Leveling Mountains for Cheaper Coal
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Coal miners are taking the tops off mountains and dumping the rubble in
streams and valleys—forever changing the Appalachian Mountains. Should
government regulations require environmental protection? We hear the
controversy over new rules published today by the Bush Administration. Also, disagreement among military leaders on the Iraq buildup and, on
Reporter's Notebook, 40 children worked up to 14 hours a day on a
Reality-TV series called Kid Nation. What about child labor laws?
Leveling Appalachia's Ancient Mountains for Cheap Coal ()
For the past 20 years, coal operators have been removing the tops off peaks and ridges and plugging up streams in the Appalachian Mountains, one of the world’s oldest ranges, allowing them to mine more coal with fewer people than they can with traditional mining. Today, the Bush Administration is issuing new rules for a practice that can change the landscape of southwestern Virginia, southern West Virginia, eastern Kentucky and Tennessee, and wreak havoc on fish, wildlife—and people. The old rules said mine operators had to prove they would not damage water supplies. The new ones say it’s alright, as long as they plan to make repairs later. We consider how the drive for cheap energy and oil independence impacts the environment and public health.
- Larry Gibson: head of the Keeper of the Mountain Foundation
- Bill Caylor: President of the Kentucky Coal Association
- Joe Lovett: Executive Director of the Appalachian Center for the Economy and the Environment
- Luke Popovich: Spokesman for the National Mining Association
- Erik Reece: author of 'Lost Mountain'
Joint Chiefs Chair Recommends Drastic Troop Reduction in Iraq ()
President Bush says military leaders should make the decisions about how long the buildup lasts in Iraq. But what if they disagree? Today's Los Angeles Times reports that General Peter Pace, the chair of the Joint Chiefs of Staff, has different views from both General David Petraeus--and the Bush White House. Julian Barnes reports from the Pentagon.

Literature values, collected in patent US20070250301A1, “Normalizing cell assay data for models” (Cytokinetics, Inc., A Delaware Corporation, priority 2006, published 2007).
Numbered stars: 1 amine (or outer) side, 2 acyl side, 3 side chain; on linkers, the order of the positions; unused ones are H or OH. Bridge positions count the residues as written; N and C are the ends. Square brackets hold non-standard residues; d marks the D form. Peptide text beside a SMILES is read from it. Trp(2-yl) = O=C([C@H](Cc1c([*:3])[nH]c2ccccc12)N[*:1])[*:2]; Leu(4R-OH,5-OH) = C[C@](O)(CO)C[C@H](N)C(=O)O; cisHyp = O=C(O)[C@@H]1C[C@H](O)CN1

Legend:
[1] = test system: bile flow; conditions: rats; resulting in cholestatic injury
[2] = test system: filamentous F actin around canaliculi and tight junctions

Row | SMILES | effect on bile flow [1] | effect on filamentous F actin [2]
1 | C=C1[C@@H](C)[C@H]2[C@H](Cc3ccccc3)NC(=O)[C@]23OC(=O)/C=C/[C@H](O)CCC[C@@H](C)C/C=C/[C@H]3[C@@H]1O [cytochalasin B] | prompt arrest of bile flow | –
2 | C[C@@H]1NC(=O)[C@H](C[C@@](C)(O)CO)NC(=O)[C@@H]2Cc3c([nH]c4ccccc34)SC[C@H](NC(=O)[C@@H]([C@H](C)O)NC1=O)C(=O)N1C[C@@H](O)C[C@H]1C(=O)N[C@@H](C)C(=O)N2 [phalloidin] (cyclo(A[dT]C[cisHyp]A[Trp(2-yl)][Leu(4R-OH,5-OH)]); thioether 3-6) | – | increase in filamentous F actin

'Lord of the Flies' in 'Kid Nation' ()
In a 13-part reality series scheduled to begin in September, 40 children were challenged to create their own society, without adults, in a New Mexico ghost town. Aged 8 to 15, they sometimes worked as many as 14 hours a day. Was it good clean fun that made for entertaining TV or child neglect and endangerment? Kid Nation was filmed without permits from state authorities, but all the parents signed 22-page, confidential releases. The kids will be paid, but CBS says they were not really "employees," so they weren't subject to child-labor laws. Saying the issue was moot because he found out after filming was over when he found out, Attorney General Gary King has reopening his investigation after troubling safety complaints from parents. Mark Andrejevic, professor of communication studies at the University of Iowa, is author of Reality TV: The Work of Being Watched.
- Mark Andrejevic: Professor of Communication Studies at the University of Iowa
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